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Student missed mark for in-state tuition

A George Mason University student was not entitled to in-state tuition, the Supreme Court of Virginia said in a Sept. 14 unpublished order in George Mason University v. Veng. A Fairfax Circuit had reversed GMU’s denial of in-state status to the undergraduate student as a dependent on her spouse, who grew up in Virginia prior to joining the Air Force.

When Kesarkol Veng sought in-state tuition in 2011, she stated she and her husband moved to Virginia in 2009, when he accepted employment with the Naval Health Clinic at Quantico. She and her husband, Paul Chamnan, lived with his parents in Manassas.

Veng had to prove by clear and convincing evidence that for a period of at least one year immediately prior to the date of the alleged entitlement, her husband was domiciled in Virginia and had abandoned any previous domicile.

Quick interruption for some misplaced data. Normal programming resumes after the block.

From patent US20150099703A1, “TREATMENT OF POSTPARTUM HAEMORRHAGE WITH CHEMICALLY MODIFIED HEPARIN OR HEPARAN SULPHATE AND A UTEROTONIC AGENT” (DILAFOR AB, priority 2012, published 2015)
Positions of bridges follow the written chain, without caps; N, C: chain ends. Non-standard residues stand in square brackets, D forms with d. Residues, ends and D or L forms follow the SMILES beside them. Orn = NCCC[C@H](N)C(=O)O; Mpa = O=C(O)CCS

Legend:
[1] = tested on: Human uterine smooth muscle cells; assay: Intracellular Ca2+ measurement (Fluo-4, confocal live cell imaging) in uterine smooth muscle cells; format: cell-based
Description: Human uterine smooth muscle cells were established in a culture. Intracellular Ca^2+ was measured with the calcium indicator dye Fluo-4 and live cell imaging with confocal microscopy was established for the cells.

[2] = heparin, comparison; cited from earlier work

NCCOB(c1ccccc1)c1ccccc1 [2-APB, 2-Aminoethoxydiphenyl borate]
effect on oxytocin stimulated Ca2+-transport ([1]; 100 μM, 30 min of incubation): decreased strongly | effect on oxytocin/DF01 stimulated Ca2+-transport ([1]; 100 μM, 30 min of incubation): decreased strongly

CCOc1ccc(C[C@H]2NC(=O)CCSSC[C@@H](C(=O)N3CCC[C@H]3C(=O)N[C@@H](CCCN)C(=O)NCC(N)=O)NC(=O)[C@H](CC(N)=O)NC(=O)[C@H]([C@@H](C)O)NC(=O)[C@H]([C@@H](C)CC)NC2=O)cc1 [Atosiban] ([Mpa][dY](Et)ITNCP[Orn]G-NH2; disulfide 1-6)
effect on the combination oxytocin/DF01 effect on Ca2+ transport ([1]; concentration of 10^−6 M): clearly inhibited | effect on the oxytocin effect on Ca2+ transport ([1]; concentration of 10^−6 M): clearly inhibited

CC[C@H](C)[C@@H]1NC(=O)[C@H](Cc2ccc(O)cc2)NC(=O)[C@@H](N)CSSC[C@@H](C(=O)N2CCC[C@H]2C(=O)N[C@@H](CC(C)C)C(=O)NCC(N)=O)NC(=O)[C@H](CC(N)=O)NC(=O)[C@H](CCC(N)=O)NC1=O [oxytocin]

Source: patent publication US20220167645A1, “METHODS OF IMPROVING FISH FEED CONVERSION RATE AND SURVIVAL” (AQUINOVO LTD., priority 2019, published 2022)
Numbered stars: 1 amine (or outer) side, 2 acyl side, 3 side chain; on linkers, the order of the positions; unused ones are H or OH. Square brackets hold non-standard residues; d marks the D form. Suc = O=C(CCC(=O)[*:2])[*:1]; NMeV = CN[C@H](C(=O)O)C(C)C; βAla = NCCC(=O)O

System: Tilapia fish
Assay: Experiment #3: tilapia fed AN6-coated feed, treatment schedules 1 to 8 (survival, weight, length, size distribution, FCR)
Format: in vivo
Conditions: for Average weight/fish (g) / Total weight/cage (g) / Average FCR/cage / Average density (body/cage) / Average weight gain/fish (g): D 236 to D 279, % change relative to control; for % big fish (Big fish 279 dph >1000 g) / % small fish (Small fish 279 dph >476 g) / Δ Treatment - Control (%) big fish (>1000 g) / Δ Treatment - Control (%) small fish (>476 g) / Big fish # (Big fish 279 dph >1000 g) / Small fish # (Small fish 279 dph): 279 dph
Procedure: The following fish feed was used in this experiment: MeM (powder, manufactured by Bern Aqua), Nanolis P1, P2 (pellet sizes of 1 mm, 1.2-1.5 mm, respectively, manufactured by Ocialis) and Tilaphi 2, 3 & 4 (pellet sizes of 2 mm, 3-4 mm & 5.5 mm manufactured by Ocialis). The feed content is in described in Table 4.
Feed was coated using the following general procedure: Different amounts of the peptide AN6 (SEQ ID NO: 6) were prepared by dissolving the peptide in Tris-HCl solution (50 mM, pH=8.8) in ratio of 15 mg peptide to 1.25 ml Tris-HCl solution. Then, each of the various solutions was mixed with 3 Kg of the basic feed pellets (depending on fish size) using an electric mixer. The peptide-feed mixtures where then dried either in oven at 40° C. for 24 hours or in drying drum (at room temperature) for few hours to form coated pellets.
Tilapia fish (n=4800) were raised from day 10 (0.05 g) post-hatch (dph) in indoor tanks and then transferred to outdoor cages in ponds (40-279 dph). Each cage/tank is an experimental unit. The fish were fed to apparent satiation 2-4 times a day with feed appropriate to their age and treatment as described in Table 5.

In its final review of the application, GMU explained that while the “objective conduct” showed a domiciliary intent, it dated that intent from issuance of Chamnan’s Virginia driver’s license in April 2010, which meant Veng had not met the requisite one-year period prior to Jan. 24, 2011.

The Supreme Court order said “it cannot reasonably be said that GMU’s decision denying Veng’s petition for in-state tuition ‘departed from the established standard’ or was arbitrary, capricious or otherwise contrary to the law.” The high court reversed judgment for Veng and entered final judgment for GMU.

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